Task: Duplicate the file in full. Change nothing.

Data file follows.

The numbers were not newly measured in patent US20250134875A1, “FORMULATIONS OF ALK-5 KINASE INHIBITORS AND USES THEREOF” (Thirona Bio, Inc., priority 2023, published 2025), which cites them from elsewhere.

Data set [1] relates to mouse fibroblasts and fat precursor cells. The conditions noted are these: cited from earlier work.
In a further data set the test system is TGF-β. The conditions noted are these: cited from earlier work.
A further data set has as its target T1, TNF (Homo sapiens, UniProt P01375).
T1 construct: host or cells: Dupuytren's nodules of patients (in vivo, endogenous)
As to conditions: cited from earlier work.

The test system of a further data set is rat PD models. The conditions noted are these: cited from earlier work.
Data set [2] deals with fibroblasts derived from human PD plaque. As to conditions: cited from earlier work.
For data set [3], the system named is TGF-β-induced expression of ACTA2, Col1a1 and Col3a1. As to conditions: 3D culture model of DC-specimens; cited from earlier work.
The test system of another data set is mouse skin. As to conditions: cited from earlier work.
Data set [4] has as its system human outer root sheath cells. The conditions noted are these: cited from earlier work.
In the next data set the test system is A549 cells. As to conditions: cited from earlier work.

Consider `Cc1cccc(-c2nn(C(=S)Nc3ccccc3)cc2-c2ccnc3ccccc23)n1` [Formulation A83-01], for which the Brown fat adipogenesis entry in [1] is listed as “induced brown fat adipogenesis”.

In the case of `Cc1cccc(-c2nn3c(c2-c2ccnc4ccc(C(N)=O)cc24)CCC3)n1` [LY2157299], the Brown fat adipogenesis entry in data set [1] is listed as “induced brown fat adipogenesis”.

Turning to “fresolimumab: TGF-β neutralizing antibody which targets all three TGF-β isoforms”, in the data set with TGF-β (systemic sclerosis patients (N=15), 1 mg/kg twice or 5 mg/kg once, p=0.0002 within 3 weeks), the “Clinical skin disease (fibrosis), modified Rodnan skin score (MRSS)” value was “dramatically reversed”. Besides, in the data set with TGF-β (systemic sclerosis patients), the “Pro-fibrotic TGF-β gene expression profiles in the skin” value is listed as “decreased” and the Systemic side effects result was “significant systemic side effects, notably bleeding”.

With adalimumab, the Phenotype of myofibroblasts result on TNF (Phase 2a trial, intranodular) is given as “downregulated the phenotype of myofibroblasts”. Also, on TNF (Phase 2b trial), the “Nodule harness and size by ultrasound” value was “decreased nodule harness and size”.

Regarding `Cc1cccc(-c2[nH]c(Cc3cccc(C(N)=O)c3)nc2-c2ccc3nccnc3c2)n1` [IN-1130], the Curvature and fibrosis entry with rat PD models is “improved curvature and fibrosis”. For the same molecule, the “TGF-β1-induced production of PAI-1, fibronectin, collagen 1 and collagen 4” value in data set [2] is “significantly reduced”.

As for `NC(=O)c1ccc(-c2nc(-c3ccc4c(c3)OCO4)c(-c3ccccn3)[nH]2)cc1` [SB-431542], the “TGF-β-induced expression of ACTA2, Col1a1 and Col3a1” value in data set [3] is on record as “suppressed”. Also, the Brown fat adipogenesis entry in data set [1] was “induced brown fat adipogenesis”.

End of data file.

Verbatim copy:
The numbers were not newly measured in patent US20250134875A1, “FORMULATIONS OF ALK-5 KINASE INHIBITORS AND USES THEREOF” (Thirona Bio, Inc., priority 2023, published 2025), which cites them from elsewhere.

Data set [1] relates to mouse fibroblasts and fat precursor cells. The conditions noted are these: cited from earlier work.
In a further data set the test system is TGF-β. The conditions noted are these: cited from earlier work.
A further data set has as its target T1, TNF (Homo sapiens, UniProt P01375).
T1 construct: host or cells: Dupuytren's nodules of patients (in vivo, endogenous)
As to conditions: cited from earlier work.

The test system of a further data set is rat PD models. The conditions noted are these: cited from earlier work.
Data set [2] deals with fibroblasts derived from human PD plaque. As to conditions: cited from earlier work.
For data set [3], the system named is TGF-β-induced expression of ACTA2, Col1a1 and Col3a1. As to conditions: 3D culture model of DC-specimens; cited from earlier work.
The test system of another data set is mouse skin. As to conditions: cited from earlier work.
Data set [4] has as its system human outer root sheath cells. The conditions noted are these: cited from earlier work.
In the next data set the test system is A549 cells. As to conditions: cited from earlier work.

Consider `Cc1cccc(-c2nn(C(=S)Nc3ccccc3)cc2-c2ccnc3ccccc23)n1` [Formulation A83-01], for which the Brown fat adipogenesis entry in [1] is listed as “induced brown fat adipogenesis”.

In the case of `Cc1cccc(-c2nn3c(c2-c2ccnc4ccc(C(N)=O)cc24)CCC3)n1` [LY2157299], the Brown fat adipogenesis entry in data set [1] is listed as “induced brown fat adipogenesis”.

Turning to “fresolimumab: TGF-β neutralizing antibody which targets all three TGF-β isoforms”, in the data set with TGF-β (systemic sclerosis patients (N=15), 1 mg/kg twice or 5 mg/kg once, p=0.0002 within 3 weeks), the “Clinical skin disease (fibrosis), modified Rodnan skin score (MRSS)” value was “dramatically reversed”. Besides, in the data set with TGF-β (systemic sclerosis patients), the “Pro-fibrotic TGF-β gene expression profiles in the skin” value is listed as “decreased” and the Systemic side effects result was “significant systemic side effects, notably bleeding”.

With adalimumab, the Phenotype of myofibroblasts result on TNF (Phase 2a trial, intranodular) is given as “downregulated the phenotype of myofibroblasts”. Also, on TNF (Phase 2b trial), the “Nodule harness and size by ultrasound” value was “decreased nodule harness and size”.

Regarding `Cc1cccc(-c2[nH]c(Cc3cccc(C(N)=O)c3)nc2-c2ccc3nccnc3c2)n1` [IN-1130], the Curvature and fibrosis entry with rat PD models is “improved curvature and fibrosis”. For the same molecule, the “TGF-β1-induced production of PAI-1, fibronectin, collagen 1 and collagen 4” value in data set [2] is “significantly reduced”.

As for `NC(=O)c1ccc(-c2nc(-c3ccc4c(c3)OCO4)c(-c3ccccn3)[nH]2)cc1` [SB-431542], the “TGF-β-induced expression of ACTA2, Col1a1 and Col3a1” value in data set [3] is on record as “suppressed”. Also, the Brown fat adipogenesis entry in data set [1] was “induced brown fat adipogenesis”.